Psycho-Cross a Halloween tradition

It seems that most years there is a big, important, out-of-town race that I need to be at during...

November 14, 2008

It seems that most years there is a big, important, out-of-town race that I need to be at during Halloween weekend. This year I skipped the USGP and stayed home for some Nor Cal psycho-cross goodness. I've been super busy with work and racing and didn't have time to make a new costume so I figured that I could just use my skull tutu a second time. It was the perfect costume, short enough to ride in without getting caught in the rear wheel and sturdy enough to make it through a race. Plus, I've found very few occasions to wear the tutu and it took upwards of 15 hours spread over a month to create it.

The day before the race I taught at the Velo Bella 'cross clinic. I love teaching clinics, it is very satisfying to take a group of people who have no 'cross skills and make them proficient enough to race the next day.

I'll admit that I was much more excited for the costume race than the real race. Some people take the costume race seriously (the racing bit) while others don't. About 100 people lined up for the race (the exact number is uncertain because not everyone was wearing a number, myself included) in varying degrees of costume. My favorite costumed riders were the guy dressed as a hipster, the ladies dressed as triathletes complete with an entire box of Clif Bars taped to the bike and I can't forget Leeloo with her multi-pass and gold tights.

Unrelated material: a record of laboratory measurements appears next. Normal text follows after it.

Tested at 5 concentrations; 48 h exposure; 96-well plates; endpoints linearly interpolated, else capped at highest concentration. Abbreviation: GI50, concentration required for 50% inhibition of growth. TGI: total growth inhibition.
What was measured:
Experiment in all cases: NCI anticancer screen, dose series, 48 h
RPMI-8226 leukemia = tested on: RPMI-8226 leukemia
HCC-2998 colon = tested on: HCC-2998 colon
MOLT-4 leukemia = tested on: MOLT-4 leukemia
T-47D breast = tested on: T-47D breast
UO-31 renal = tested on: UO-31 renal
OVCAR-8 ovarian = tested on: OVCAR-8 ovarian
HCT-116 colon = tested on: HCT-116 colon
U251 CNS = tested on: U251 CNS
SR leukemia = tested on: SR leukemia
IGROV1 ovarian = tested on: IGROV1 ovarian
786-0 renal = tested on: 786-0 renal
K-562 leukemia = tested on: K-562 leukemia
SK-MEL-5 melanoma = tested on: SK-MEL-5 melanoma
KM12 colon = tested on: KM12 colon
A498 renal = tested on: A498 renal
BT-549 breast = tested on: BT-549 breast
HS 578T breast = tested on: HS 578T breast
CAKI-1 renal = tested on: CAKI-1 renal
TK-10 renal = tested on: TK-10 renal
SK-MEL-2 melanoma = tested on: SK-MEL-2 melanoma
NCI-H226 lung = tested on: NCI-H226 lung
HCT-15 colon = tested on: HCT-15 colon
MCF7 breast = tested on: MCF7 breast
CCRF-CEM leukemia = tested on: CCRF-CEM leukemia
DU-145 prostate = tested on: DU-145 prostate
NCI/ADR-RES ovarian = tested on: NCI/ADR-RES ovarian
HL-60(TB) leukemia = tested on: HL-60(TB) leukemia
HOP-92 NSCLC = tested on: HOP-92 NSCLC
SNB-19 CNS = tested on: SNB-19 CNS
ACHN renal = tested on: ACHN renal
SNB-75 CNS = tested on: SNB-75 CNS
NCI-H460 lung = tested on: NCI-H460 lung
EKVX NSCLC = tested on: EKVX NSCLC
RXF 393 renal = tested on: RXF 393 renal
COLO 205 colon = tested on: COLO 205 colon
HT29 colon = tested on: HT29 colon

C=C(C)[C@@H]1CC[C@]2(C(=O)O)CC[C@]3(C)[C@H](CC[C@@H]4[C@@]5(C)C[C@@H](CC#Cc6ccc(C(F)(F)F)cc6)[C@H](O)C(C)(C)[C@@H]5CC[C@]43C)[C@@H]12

A hectic start led to mass confusion when the course narrowed. Caught up in the moment I ducked under the course tape to take advantage of an opening further along the course. My tutu caught on a bush and ripped some of the top layer of tulle. Let that be a lesson to me, cutting course=tearing of tulle. I couldn't properly remount the bike because the tutu would get all bound up underneath me so I had to gingerly step over the bike and then slide onto the seat.

Near the end of the first lap we entered the Death Swirly. I made sure to ride extra slow in the swirly as the judges had stationed themselves at the apex of the swirl. After one ride past the judges I decided it would be best if I repeated the swirly several times in a row. After getting too dizzy to keep swirling I took to the sidelines to look at the other costumes.

I'm not sure who won the costume contest because I had to change into my skin suit for the real race. The real race went so badly that I should have quit after the costume race.

Up next week, mud in Nor Cal!

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